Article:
DOI: http://dx.doi.org/10.18203/2320-6012.ijrms20191676

The odds that working women will accept cervical cancer screening and HPV vaccination

Ezekiel Uba Nwose, Uchechukwuka Nnemdi Okwe, Helen Chime

Abstract


Background: Factors influencing acceptance of cervical cancer services are being investigated, and widely reported to be quite low. However, there is dearth of research investigation on the odds of women’s acceptance of this gynaecological service. Objective of this study was to investigates the odds of unwilling to accept cervical cancer services.

Methods: The study was a questionnaire-based cross-sectional survey and fourth piece in a series of analysis. Details of data collection are as previously described. Odds ratio was determined using online calculator; and based on proportion of respondents who have accepted the cervical cancer service, willing to complete an incomplete process and encourage others to take up the procedure.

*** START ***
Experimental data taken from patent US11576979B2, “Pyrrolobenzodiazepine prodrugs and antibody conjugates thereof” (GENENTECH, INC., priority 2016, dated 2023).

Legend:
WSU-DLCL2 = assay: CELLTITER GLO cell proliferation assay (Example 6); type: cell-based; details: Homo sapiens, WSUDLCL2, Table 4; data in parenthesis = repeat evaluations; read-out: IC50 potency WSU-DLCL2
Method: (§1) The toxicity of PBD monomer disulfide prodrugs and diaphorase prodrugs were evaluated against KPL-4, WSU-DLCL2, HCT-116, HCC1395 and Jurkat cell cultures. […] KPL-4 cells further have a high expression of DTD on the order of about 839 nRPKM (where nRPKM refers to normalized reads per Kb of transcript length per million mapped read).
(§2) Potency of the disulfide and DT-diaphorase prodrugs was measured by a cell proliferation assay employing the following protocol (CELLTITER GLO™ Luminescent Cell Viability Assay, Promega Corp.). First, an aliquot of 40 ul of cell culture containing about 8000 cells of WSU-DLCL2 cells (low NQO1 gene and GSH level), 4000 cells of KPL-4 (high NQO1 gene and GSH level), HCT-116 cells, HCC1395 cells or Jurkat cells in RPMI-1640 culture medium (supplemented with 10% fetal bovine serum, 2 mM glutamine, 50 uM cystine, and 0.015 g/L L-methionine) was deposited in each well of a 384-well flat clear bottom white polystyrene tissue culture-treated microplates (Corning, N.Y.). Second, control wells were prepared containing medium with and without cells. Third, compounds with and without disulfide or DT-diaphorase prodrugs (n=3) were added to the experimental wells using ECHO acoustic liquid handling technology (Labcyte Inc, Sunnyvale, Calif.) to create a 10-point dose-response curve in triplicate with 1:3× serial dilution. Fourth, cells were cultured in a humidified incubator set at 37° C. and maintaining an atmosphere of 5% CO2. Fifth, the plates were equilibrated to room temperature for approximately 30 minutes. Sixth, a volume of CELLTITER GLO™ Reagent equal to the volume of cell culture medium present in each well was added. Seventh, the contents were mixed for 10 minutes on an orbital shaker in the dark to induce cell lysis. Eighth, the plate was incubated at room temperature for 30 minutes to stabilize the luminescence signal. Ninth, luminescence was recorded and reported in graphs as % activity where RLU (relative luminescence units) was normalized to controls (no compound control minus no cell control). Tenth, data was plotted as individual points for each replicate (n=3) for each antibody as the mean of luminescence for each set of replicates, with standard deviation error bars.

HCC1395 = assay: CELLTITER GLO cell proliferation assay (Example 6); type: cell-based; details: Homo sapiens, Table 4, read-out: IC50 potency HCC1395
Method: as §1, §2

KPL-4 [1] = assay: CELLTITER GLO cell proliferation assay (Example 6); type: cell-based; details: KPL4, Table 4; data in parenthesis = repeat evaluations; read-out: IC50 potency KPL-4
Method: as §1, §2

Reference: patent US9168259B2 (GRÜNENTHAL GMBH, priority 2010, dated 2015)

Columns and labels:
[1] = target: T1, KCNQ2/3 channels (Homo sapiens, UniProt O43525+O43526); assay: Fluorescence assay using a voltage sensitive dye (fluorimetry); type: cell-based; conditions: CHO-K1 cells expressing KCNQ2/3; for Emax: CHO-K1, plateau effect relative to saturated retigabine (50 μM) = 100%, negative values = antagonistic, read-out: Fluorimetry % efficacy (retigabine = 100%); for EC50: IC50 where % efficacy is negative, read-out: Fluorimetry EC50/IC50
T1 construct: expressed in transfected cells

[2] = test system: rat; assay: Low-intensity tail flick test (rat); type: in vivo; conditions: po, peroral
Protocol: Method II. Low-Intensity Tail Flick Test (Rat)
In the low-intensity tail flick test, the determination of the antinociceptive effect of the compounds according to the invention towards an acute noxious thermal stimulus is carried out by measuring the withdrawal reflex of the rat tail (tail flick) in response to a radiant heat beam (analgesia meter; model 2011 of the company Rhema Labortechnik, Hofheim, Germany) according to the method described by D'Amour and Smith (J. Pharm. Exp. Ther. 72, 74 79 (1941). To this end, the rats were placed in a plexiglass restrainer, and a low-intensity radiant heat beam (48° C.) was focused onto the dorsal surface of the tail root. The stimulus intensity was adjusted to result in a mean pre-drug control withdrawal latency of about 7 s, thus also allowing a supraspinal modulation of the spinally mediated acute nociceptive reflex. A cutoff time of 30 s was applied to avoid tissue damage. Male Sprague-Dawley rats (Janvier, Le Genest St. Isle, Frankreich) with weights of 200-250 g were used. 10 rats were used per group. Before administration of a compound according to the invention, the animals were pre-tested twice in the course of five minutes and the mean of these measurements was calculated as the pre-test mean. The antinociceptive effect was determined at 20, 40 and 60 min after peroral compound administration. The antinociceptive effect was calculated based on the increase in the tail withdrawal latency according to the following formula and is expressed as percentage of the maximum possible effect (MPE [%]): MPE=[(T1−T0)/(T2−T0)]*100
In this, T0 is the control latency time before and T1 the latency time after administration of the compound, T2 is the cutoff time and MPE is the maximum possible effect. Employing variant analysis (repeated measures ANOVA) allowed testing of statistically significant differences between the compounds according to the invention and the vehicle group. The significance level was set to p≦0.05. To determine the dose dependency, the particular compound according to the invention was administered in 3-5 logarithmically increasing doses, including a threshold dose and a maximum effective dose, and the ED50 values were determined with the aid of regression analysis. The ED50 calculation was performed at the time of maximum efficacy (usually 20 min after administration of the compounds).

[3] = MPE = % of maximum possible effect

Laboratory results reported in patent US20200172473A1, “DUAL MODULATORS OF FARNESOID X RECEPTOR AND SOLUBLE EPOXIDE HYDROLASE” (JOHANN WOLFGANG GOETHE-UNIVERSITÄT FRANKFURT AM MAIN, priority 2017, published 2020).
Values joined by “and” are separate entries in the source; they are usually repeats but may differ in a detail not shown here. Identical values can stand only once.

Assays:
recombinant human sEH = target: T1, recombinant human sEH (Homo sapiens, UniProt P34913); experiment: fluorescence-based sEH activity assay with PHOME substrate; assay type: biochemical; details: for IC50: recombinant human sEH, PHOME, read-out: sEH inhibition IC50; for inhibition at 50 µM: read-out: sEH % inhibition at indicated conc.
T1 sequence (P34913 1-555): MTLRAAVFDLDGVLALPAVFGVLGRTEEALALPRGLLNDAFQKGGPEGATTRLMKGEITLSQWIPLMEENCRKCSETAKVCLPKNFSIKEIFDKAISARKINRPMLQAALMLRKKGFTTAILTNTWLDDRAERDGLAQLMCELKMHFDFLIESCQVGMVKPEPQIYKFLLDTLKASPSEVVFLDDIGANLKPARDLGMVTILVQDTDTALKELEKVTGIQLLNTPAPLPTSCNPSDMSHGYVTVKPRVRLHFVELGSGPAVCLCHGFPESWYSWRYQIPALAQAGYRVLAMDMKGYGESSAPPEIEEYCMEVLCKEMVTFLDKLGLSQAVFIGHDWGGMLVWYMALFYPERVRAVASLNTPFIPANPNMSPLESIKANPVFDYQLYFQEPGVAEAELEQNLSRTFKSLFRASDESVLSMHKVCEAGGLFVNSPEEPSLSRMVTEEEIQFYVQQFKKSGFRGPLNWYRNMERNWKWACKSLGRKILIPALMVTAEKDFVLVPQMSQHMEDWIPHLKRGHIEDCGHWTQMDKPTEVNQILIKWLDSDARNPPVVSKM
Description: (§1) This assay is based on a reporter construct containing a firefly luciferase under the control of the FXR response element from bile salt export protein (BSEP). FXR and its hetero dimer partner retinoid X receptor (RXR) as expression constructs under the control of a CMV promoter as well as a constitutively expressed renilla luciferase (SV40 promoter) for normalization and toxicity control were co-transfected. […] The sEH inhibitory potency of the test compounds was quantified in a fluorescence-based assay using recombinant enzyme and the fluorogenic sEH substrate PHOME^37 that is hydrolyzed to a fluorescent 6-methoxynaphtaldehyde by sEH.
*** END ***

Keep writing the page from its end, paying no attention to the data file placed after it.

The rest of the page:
Results: The percentage of respondents who indicated no problem with HPV vaccination (55%) is higher than cervical screening (53%), but not statistically significantly different. On average, unwillingness to vaccinate later, complete their vaccinations or encourage their daughter are one-third of those who vaccinated. Those unwilling to take up cervical screening, encourage others to screen or overcome their fears are more than (161%) the subgroup who have been screened. Results show odds of unwillingness for both procedures are less than 1, but a little greater for cervical screening.

Conclusions: It has been articulated that the likelihood to take up cervical cancer services will be influenced by the beliefs. This report advances that observed low acceptance level does not translate to high likelihood of unwillingness to accept the gynaecological services. Belief and nature of work of women need to be concertedly investigated.


Keywords


Cervical screening services, Odds ratio, Unwillingness to accept

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